Wednesday, August 31, 2011

Quoting Angelou's Quotation

There's an article in the Washington Post today (  about the new Martin Luther King, Jr statue.  Renowned poet Maya Angelou has voiced her disapproval of how the statue creators paraphrased of one of King's speeches, and she is quoted as saying, "The quote makes Dr. Martin Luther King look like an arrogant twit."  Now, I'm not taking sides on this one, and I certainly do not want to take too much away from Angelou's point, but this brings up a great teachable moment that I couldn't pass up.  Angelou uses the word "quote", when really, she should have said, "quotation".  Why? 

Quite simply, "quote" is the
verb, and "quotation" is the noun!
It's simple..."quote" is a verb and "quotation" is a noun.  What Angelou should have said was, "The quotation makes..."  I hear this all the time, and have certainly caught myself making the same mistake, but it never hurts to know the correct form.  So, quite simply, if you are talking about something that has been said or written (a "thing", if you will), the correct word is "quotation".  If you are doing the action or describing someone else's action, use "quote".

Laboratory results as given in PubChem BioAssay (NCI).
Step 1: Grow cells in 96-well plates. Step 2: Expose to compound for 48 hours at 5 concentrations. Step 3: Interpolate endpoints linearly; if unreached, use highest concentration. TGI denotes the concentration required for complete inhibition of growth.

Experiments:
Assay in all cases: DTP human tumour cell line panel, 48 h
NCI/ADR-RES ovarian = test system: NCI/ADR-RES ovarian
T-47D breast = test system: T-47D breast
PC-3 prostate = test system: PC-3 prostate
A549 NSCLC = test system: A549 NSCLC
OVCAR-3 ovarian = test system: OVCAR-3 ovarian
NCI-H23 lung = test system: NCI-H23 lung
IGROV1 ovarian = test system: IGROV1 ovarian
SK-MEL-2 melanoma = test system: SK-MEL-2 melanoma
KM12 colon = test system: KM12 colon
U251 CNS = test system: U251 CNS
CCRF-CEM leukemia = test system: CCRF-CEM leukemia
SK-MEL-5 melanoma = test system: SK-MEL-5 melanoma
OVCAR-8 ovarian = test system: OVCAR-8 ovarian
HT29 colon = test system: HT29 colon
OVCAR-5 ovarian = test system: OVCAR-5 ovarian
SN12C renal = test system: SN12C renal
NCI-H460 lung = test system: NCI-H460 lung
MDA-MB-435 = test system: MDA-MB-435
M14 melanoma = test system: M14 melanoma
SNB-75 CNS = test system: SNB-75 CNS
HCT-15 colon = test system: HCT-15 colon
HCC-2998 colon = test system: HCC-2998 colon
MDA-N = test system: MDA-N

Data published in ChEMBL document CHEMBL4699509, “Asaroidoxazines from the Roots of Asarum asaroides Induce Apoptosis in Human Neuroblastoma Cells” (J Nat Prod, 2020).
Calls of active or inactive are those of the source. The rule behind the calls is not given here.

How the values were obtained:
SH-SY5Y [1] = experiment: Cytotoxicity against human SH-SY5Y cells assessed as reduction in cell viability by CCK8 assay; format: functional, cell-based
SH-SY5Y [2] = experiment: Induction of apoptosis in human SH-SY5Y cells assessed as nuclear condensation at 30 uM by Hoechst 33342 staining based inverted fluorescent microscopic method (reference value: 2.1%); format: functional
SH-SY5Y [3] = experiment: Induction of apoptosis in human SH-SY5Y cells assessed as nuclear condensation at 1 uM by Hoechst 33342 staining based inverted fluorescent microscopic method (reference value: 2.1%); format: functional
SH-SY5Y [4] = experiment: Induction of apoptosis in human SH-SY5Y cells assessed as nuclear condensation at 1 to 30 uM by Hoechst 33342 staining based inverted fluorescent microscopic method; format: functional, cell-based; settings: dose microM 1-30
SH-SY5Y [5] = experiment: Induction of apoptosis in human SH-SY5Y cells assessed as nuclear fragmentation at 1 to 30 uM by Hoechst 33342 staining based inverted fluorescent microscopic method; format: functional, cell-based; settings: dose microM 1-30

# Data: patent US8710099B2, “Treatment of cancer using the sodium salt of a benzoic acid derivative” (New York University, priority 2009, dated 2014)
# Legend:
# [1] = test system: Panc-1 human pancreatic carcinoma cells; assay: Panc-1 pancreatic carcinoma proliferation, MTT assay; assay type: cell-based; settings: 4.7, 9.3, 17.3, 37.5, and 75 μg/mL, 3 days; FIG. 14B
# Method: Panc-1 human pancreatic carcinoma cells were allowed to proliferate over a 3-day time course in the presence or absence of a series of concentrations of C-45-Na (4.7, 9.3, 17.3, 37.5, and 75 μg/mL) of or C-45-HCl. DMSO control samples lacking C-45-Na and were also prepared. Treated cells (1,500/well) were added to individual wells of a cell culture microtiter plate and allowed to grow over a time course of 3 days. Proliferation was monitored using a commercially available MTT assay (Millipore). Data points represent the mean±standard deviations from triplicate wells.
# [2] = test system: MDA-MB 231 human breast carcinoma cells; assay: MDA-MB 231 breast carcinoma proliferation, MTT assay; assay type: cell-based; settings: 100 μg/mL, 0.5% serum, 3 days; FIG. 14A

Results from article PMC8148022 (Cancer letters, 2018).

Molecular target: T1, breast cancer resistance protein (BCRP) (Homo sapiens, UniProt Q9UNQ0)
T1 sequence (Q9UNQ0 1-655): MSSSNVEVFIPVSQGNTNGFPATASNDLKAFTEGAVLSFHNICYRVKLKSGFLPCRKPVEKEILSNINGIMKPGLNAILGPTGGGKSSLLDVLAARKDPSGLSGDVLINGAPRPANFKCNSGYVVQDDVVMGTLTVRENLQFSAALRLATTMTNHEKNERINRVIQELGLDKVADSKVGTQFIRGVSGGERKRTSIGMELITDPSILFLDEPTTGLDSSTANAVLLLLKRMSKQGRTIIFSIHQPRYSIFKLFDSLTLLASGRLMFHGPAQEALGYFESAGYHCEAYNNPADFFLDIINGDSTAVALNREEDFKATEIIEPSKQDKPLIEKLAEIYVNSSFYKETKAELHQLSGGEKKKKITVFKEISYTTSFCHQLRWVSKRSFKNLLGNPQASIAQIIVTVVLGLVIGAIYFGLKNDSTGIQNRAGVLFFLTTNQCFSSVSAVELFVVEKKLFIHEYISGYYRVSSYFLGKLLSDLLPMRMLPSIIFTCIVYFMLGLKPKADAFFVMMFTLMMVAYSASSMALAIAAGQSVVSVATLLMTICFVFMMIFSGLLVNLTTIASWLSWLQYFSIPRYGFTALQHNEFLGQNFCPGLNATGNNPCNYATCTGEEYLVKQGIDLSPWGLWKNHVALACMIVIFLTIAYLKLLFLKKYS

N.B.  I did find some research that suggests that "quote" as a noun is acceptable in casual and informal writing/speak, but the English purists out there don't seem to like that one bit!

Some examples:
I love the quotation, "If at first you don't succeed, try, try again."
The girl quoted many quotations in her essay.
We read many famous quotations while at the library.
She quoted Einstein quite often.

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